Wikipedia’s outgoing arbitration committee likes to imagine that editing disputes are inconsequential. For example, one arbitrator has this to say about some recent topic bans about agricultural chemicals.
As my colleagues have said, don't test the boundaries, just show self-control and spend time editing other project areas, demonstrating that you can edit productively and non-contentiously.
Sweet reasonableness is nice.
Then again, some of the editors in this area are very likely professional spin doctors, employed by the makers and users of toxic chemicals, or by people who want to sell real-estate near toxic waste.
Getting science right matters in a way that getting the episode list of some Japanese children’s cartoons doesn’t. Here, lightly edited, is some email I received from one Wikipedia editor:
I'm up because i could not sleep. I ate the birthday cake of a young man who is not here because he died from PCBs poisoning last year.
This man should have been here, but instead it was the mourning of a community, parents with no son.... lovers with no lover... sisters with no brother.
This man ate too much of the fat of the land, the animals who eat the fish who eat the benthic insects who ate the poison that is in the mud, put there by GE and made by Monsanto, and yet here we have…a seriously useful source being excluded because it has a "point of view" – meaning that they give a shit when people poison rivers and human beings.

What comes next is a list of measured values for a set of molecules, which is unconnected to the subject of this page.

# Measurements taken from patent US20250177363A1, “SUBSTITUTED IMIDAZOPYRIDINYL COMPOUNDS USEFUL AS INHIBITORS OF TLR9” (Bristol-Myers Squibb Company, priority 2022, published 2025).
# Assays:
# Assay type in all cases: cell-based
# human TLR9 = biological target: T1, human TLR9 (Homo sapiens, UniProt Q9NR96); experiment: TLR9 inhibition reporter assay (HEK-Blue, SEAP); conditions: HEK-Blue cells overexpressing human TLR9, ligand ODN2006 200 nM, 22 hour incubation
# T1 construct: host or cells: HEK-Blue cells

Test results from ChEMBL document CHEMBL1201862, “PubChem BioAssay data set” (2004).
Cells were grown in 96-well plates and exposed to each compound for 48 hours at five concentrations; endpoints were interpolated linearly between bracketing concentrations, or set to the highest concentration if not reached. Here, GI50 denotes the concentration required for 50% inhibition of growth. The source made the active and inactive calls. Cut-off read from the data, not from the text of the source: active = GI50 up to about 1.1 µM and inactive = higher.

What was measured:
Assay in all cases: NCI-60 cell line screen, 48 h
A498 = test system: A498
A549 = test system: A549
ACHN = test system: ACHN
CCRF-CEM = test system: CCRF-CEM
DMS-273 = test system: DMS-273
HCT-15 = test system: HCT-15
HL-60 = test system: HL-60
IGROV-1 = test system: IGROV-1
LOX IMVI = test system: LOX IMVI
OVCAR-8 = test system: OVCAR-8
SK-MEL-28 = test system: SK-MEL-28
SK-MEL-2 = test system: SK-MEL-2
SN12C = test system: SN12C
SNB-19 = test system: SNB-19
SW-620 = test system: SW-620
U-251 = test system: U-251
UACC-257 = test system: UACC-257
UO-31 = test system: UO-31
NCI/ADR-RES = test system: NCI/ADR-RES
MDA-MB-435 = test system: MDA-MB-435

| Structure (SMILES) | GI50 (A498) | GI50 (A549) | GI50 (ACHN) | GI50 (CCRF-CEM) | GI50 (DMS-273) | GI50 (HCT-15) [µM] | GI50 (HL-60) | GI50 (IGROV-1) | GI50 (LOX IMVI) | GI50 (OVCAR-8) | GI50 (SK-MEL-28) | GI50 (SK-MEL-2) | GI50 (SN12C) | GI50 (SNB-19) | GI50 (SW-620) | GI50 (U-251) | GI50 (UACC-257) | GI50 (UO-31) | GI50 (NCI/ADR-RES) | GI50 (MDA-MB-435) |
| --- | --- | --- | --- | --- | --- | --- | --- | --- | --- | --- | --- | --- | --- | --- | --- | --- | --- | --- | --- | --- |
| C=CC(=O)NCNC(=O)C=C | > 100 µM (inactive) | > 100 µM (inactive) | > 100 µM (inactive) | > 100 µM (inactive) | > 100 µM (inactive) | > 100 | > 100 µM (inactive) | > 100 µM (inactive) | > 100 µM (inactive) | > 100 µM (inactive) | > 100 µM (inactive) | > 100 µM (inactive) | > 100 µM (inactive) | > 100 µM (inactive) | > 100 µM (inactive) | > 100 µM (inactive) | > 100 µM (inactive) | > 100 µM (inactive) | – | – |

This young man is not here because of a conscious, well-documented series of actions. This is not a marginal conspiracy theory. This is a well-documented historical event that is being excluded from an article simply for ideology's sake.
I am writing tonight with the fingers of a dead man whose birthday was last night and who was not there to celebrate it. Instead it was a mournful celebration of family and community missing this man. And some jerk in Australia is allowed to block properly-documented knowledge from a reliable source for all of humankind, just because the ArbCom is made up of people of a clueless or hostile nature. i don't understand how this can be.
Burning the midnight logs in the wood stove in the Berkshires, feeling the ghost of the departed.
I don’t know a hell of a lot about the pollution of the Hudson River Basin, or about polychlorinated biphenyls. I do know, though, that if you’re going to write about these subjects, you do need to know. You can’t sit back and try to judge whether this guy sounds really nice or that advocate has a nifty suit. You’ve got to look at the evidence.